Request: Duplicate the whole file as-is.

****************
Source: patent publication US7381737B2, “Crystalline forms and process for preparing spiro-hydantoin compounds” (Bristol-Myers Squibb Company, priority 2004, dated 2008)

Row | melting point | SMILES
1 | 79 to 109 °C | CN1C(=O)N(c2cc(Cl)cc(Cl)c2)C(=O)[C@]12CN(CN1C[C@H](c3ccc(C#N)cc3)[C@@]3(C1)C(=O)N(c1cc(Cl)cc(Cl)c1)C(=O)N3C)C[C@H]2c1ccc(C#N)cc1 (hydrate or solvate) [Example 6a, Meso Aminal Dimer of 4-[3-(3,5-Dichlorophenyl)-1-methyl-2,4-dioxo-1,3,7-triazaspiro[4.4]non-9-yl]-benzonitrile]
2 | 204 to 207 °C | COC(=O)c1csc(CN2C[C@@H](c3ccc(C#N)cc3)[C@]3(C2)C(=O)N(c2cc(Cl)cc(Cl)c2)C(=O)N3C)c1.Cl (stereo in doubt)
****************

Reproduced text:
Source: patent publication US7381737B2, “Crystalline forms and process for preparing spiro-hydantoin compounds” (Bristol-Myers Squibb Company, priority 2004, dated 2008)

Row | melting point | SMILES
1 | 79 to 109 °C | CN1C(=O)N(c2cc(Cl)cc(Cl)c2)C(=O)[C@]12CN(CN1C[C@H](c3ccc(C#N)cc3)[C@@]3(C1)C(=O)N(c1cc(Cl)cc(Cl)c1)C(=O)N3C)C[C@H]2c1ccc(C#N)cc1 (hydrate or solvate) [Example 6a, Meso Aminal Dimer of 4-[3-(3,5-Dichlorophenyl)-1-methyl-2,4-dioxo-1,3,7-triazaspiro[4.4]non-9-yl]-benzonitrile]
2 | 204 to 207 °C | COC(=O)c1csc(CN2C[C@@H](c3ccc(C#N)cc3)[C@]3(C2)C(=O)N(c2cc(Cl)cc(Cl)c2)C(=O)N3C)c1.Cl (stereo in doubt)